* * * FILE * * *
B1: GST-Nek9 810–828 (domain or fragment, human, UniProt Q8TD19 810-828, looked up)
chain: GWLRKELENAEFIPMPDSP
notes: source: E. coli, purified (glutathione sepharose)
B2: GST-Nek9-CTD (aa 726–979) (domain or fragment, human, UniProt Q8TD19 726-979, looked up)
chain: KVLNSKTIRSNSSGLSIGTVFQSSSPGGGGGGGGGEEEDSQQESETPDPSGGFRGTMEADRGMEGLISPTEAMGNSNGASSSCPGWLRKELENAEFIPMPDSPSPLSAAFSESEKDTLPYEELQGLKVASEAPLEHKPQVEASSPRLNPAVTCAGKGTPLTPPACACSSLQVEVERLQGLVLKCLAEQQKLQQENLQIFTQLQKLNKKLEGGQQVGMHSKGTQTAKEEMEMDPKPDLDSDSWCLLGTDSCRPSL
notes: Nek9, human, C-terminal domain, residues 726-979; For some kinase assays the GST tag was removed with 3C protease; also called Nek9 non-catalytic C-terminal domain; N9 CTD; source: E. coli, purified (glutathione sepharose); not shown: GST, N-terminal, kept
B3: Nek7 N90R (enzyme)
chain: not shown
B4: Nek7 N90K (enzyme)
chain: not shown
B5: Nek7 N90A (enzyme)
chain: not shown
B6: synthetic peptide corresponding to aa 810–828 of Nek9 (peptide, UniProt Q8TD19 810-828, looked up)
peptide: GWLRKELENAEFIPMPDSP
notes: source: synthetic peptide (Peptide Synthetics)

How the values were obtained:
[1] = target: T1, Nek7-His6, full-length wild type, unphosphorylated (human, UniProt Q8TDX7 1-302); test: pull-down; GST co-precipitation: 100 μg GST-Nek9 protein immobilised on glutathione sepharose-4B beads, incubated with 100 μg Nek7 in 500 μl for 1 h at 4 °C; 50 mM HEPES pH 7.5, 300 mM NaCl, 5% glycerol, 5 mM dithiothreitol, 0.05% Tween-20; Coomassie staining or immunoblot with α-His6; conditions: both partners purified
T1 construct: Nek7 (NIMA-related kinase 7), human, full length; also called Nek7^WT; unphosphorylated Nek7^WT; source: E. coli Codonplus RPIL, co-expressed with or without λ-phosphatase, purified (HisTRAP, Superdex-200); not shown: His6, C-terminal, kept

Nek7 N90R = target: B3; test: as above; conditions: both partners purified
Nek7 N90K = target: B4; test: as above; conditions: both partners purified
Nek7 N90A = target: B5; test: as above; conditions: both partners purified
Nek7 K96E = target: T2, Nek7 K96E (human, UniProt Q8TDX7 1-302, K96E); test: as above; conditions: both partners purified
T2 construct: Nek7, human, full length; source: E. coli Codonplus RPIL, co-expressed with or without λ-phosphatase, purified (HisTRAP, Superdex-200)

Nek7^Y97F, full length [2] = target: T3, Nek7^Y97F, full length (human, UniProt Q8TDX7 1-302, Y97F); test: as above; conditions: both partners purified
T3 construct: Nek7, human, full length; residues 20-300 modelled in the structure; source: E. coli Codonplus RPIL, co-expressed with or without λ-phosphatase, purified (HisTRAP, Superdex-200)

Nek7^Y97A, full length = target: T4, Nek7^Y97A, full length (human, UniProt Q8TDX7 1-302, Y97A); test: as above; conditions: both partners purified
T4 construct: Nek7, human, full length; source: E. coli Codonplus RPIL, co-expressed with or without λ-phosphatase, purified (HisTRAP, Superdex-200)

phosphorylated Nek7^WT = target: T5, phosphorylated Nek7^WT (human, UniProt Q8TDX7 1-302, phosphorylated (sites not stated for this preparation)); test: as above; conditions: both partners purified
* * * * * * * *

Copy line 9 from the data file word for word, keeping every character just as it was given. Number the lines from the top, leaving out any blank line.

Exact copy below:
B4: Nek7 N90K (enzyme)